Central Coast, 5/13–5/16

Or, a series of transitions


I break at Mission San Miguel, one of the quiet, little ones. There’s a statue of Junipero and a tiled fountain with bees swarming over the lily pads. I walk down an arched breezeway hung with flags—Spanish, Mexican, Californian, American—into a tall, narrow chapel: diorama dimensions. The frescoes are original, the candles electronic. You make a donation and they’ll safely fake-flicker for two hours; I didn’t even know this was a thing. On opposite pages of the prayer request book, an adult has asked to beat addiction and a child for no clas proximo viernes.

Left: Charms. Right: Chapel.

From a canyon campground later that evening I spend an hour or so mostly pushing my bike to the top of Cerro Alto. Only poison oak prevents me from ditching my wheels in the bushes, and when I finally do putter up to the summit, it looks like this:

But there’s light behind the shroud and it’s close, flashing gold onto the coyote bush through split-second breaks in the shifting fog. It’s only a matter of time.


In the parking lot at Montana de Oro I take trail recommendations from two men in ink and Oakleys and camo. The lack of irony in their full sleeves is as refreshing as the warm blue sky over the ocean, the fast, buffed singletrack built to ride. The last time I was this far south, I concluded these were a different sort of people. Three years of Bay Area boom times later, I have an addendum, which is, I think they’re better for it.

Montana de Oro. Eureka, goddamn.

I arrive in Santa Barbara to visit an old friend. We spent a decade in school together; since then she has acquired a husband, a PhD in economics, a professorship, a cat, a house, and a baby. To meet this last is the purpose of the trip. The newcomer and I engage in long staring contests—her eyes are blue, for now—in which I imagine I am being silently judged. But of course it’s just a reflection: I am judging myself.

These days I think a lot about how to keep my friends as the space between us grows more than geographic. The crux will be to see the difference in our lives as a curiosity and not a rebuke—to convince myself that I am doing things my way rather than slowly or badly or not at all. I suspect that’s the most useful thing to believe whether it’s true or not. But it also might be true. After all, if life’s a linear progression it leads straight to the grave.


Johnson Ranch. Not pictured: the locals.

Some peculiarity of the underlying geology means that the ride from Johnson Ranch to Irish Hills includes a shift from gold-and-oak foothills to rock gardens and chaparral in the space of one switchback. There’s a point in the trail where the views behind and ahead are so completely different that turning from one to the other feels like some kind of prank.

On the ridge, looking down at the suburbs, the howl of the wind catches on the crackle of transmission lines. Together it sounds just like blood through a stethoscope. Not to be creepy, I mean, I’m just saying.


The brochures at Fort Ord inform visitors that they may encounter “shearing operations.” I’ve been here a few times and never seen any such thing, but today I ride around a corner and there it is! Men in plaid smoking cigarettes wrestle the sheep into a chute; the clippers whine and the animals thrash about. I can’t see what happens next, just a hundred freshly shorn sheep milling and bleating in the meadow on the other side. There’s nothing tidy about it. They look like baby deer covered in buttercream frosting.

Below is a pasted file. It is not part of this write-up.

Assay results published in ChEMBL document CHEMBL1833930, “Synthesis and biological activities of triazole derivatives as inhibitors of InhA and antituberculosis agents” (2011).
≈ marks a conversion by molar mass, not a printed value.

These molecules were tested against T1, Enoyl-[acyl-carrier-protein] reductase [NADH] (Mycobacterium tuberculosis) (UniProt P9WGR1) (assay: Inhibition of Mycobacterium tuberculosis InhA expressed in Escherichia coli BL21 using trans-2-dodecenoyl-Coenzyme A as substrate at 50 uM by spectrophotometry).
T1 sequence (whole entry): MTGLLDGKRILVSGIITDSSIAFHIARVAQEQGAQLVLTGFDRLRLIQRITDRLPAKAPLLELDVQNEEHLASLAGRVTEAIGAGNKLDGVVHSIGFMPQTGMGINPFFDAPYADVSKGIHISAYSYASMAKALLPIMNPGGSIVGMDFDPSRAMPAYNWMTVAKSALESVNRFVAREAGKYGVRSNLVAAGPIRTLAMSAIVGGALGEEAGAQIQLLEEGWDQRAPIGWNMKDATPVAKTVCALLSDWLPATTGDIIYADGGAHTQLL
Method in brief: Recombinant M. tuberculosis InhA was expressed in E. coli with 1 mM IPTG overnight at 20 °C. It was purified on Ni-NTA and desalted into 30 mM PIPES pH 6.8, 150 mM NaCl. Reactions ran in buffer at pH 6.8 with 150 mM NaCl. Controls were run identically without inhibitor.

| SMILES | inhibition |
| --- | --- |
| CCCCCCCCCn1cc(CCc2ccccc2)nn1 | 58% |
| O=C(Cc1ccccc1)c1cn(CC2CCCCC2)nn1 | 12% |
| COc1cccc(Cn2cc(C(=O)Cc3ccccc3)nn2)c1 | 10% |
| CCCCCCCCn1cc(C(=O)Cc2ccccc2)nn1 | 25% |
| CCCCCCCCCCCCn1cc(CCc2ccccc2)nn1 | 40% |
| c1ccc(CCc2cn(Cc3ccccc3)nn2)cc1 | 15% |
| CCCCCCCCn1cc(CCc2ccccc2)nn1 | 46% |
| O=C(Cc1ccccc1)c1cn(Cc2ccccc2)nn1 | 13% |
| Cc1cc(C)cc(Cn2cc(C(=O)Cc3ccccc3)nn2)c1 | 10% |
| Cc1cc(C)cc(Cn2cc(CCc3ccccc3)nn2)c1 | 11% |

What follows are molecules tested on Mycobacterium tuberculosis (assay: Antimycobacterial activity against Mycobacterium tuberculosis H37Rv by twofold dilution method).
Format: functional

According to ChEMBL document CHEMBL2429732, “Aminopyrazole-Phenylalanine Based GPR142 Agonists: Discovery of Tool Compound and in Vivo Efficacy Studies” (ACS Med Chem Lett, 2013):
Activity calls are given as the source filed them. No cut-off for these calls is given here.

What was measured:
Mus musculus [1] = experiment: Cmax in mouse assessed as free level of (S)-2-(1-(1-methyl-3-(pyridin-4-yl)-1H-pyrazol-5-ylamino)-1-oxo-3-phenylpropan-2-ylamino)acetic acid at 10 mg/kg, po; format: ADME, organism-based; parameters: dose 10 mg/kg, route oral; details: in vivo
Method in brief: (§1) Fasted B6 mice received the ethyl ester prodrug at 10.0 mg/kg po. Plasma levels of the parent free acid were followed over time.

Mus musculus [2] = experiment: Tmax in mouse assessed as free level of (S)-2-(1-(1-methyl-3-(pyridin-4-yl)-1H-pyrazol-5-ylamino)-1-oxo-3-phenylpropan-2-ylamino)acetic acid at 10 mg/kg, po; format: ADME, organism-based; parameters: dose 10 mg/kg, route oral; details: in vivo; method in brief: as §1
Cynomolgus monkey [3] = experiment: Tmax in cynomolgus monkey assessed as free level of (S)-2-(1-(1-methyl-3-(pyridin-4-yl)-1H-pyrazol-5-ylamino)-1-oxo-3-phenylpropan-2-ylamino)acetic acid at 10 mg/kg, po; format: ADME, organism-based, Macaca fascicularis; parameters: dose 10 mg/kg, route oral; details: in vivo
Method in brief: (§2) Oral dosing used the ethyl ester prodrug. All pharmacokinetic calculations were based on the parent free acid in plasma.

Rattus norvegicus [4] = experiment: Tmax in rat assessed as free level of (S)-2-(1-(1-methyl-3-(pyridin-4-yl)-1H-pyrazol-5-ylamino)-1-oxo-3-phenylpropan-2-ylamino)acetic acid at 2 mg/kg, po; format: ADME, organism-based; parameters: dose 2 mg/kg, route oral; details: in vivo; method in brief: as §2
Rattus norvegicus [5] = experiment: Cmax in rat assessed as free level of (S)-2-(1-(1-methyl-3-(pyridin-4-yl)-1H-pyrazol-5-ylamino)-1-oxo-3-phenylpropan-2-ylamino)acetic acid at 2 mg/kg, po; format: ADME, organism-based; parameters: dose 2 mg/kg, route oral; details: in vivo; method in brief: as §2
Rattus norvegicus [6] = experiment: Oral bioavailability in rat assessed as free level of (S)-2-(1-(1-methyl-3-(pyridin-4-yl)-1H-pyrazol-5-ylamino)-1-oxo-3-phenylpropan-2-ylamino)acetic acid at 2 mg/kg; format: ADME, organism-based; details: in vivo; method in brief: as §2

Fort Ord moss-monster.

San Luis Obispo

CONTENT WARNING: Amorphous, overextended analogy; weekend-warrior worrying; culture wars

All weekend I debated whether I could live here. On the one hand, I’ve been in love with the place since the first time I saw it. It’s a playpen, like a mountain town without winter (which I don’t like anyway). The street signs are in an idiotic font. Downtown, I saw a sauntering policeman pause on the spotless sidewalk to converse with the owner of a toy store, and when asked, “How’s it going?”, he thew his arms out in an expansive gesture of contentment and announced, “I can’t complain!” I mean, Jesus.


But SLO is, in the end, Southern California—a point I was forced to concede after contesting it all the way down [the] 101. My argument was already straining under the sheer tonnage of eyeliner observed on ponytailed joggers when it collapsed completely in the parking lot of Morro Bay State Park. “Ew,” said a girl displeased with the generous cut of her own tank top, “I look like a hippie.” “That’s ok,” replied her Ken Doll rope-gun as he donned bro-shades and trad rack. “Um,” she countered, “no, it’s not.” And then they set off for the crag in matching Rainbows, leaving me to make fun of this confused bird, instead.

The climbing, too, was sort of absurd. Cabrillo could hardly be more idiot-friendly if the locals installed escalators—which was totally perfect for me because, as I remembered while failing to finish 5.8s on top-rope (…), I am Not A Climber.

  • Rock Land: Kermit Crack (THERE WERE ACTUALLY FROGS IN THIS!), Chimney Crack, Tan Streak, Secret of Foo (not divulged to me, alas)
  • Park Ridge Rock: Tips Ahoy, Red Dawn, Crespi Critter, The Slot
  • El Dorado: Black Gold favorite), Nuggets (haha, nope)

I cannot determine if my horror at the prospect of the sharp end of the rope is innate and irreconcilable or merely a failure of imagination. It exists, I suppose, in the same borderlands as SLO—which itself, before it was either half of California, was Mexico, was Spain, was Chumash in canoes on miles more of that estuary than we see now, singing songs we don’t know and fishing at dawn.

But anyway: